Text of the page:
It is my desire that as a result of reading my books, people will seek to pursue holiness out of gratitude for what God has done for us in Christ. There is no doubt that it is our duty to pursue holiness. But I want believers to desire to do out of gratitude what is our duty to do. I want to see the “ought to” mentality replaced with a “want to” attitude.

TT: What led you to write the book Respectable Sins?

JB: I observed for some years a growing tendency among conservative evangelicals to focus on the more flagrant sins of society but to overlook our own sins of pride, selfishness, gossip, and the like. Again, it goes back to this: “He who is forgiven little loves little” (Luke 7:47). Because of our self-righteousness, due to focusing on the major sins of society, we do not see our own desperate need of living by the gospel every day.

TT: Can and should we measure the progress of our sanctification? If so, why and how?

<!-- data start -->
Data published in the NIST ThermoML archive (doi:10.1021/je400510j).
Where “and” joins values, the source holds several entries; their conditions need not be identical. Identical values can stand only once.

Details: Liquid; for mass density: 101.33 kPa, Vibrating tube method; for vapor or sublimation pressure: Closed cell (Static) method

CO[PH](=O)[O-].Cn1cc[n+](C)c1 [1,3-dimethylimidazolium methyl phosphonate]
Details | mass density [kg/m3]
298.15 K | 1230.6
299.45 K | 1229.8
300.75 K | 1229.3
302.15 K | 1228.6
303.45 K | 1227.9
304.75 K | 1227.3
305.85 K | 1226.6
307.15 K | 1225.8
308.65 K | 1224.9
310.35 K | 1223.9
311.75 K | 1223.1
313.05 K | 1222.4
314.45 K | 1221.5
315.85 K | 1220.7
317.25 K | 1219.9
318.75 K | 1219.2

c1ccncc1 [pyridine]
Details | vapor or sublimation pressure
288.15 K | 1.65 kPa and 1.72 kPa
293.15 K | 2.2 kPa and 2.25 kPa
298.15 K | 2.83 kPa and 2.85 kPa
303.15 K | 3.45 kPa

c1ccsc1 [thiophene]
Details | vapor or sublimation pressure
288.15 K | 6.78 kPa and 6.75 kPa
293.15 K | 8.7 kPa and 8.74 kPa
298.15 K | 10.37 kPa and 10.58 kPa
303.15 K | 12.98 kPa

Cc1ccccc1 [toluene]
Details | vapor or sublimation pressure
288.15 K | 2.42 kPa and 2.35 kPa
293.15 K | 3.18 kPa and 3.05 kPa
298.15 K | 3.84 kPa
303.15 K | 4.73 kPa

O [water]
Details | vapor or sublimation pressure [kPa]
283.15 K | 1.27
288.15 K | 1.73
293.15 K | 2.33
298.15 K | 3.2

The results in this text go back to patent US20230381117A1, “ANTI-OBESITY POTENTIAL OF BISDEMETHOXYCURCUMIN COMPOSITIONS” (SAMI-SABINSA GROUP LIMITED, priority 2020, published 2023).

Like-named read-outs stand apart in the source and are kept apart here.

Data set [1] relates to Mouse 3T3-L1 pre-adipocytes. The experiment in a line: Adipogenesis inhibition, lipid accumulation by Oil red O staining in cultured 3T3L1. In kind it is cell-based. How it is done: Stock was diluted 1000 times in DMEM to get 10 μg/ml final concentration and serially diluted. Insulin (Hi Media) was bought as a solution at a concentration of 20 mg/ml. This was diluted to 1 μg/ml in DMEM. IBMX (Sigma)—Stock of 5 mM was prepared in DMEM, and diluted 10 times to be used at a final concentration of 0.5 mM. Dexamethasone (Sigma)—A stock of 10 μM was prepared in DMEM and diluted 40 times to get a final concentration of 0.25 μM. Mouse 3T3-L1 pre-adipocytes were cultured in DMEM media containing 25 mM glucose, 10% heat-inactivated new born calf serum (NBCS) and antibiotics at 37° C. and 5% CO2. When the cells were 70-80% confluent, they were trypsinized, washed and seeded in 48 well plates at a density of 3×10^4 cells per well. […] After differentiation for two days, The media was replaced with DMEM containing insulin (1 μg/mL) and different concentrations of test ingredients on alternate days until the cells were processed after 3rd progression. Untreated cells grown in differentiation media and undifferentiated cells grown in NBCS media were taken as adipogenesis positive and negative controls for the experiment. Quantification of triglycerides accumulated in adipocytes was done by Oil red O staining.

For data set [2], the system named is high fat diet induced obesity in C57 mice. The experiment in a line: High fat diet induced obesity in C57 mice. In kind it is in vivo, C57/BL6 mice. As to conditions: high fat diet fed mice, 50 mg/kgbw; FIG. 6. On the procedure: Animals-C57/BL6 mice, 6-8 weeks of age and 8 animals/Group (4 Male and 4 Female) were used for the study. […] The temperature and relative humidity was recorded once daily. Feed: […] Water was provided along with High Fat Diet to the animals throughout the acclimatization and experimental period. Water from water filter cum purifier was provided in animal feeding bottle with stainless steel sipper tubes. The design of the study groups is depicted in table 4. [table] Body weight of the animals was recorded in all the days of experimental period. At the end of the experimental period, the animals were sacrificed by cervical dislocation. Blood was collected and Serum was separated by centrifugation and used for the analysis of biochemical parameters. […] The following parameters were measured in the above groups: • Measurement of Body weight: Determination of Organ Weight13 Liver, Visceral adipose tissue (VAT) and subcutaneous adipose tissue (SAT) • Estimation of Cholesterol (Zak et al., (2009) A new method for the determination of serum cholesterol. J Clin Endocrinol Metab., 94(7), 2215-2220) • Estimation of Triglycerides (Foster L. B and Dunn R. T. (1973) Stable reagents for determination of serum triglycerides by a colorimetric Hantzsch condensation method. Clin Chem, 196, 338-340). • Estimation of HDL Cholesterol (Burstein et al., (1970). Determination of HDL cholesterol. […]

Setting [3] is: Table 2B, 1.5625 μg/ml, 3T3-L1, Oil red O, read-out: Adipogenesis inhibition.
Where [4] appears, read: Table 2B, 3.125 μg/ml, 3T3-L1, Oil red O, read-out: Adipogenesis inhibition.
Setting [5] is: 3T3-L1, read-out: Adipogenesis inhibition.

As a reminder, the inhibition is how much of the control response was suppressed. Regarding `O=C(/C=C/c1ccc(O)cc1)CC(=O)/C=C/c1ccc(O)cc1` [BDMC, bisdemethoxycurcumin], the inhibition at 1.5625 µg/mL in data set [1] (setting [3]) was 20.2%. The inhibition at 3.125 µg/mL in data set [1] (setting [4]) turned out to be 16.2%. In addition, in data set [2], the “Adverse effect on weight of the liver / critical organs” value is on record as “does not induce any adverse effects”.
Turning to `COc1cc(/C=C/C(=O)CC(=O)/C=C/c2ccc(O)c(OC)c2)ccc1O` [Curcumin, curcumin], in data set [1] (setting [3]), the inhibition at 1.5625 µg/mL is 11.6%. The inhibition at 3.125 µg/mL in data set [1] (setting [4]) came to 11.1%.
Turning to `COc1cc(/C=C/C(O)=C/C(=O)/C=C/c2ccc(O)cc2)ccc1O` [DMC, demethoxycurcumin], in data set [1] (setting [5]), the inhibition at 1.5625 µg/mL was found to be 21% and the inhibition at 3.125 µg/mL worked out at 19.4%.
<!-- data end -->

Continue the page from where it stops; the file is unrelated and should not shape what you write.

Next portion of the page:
JB: Not numerically in the sense that I am 10 percent more generous now than I was last year. But we should be able to say, “I have improved in certain areas of my life. I do see progress in putting to death persistent sin patterns and in growing in the manifestation of the fruit of the Spirit.” We are commanded to put sin to death (Rom. 8:13). We are commanded to put on a Christ-like character (Col. 3:14). That being true, we should seek to measure, in a general sense, the progress of our sanctification. However, it is also true that the more we grow in spiritual maturity, the more we see our need to grow. So we should always, to use Paul’s expression, be pressing on to become more like Christ.

TT: How important is fellowship with other Christians to our spiritual health?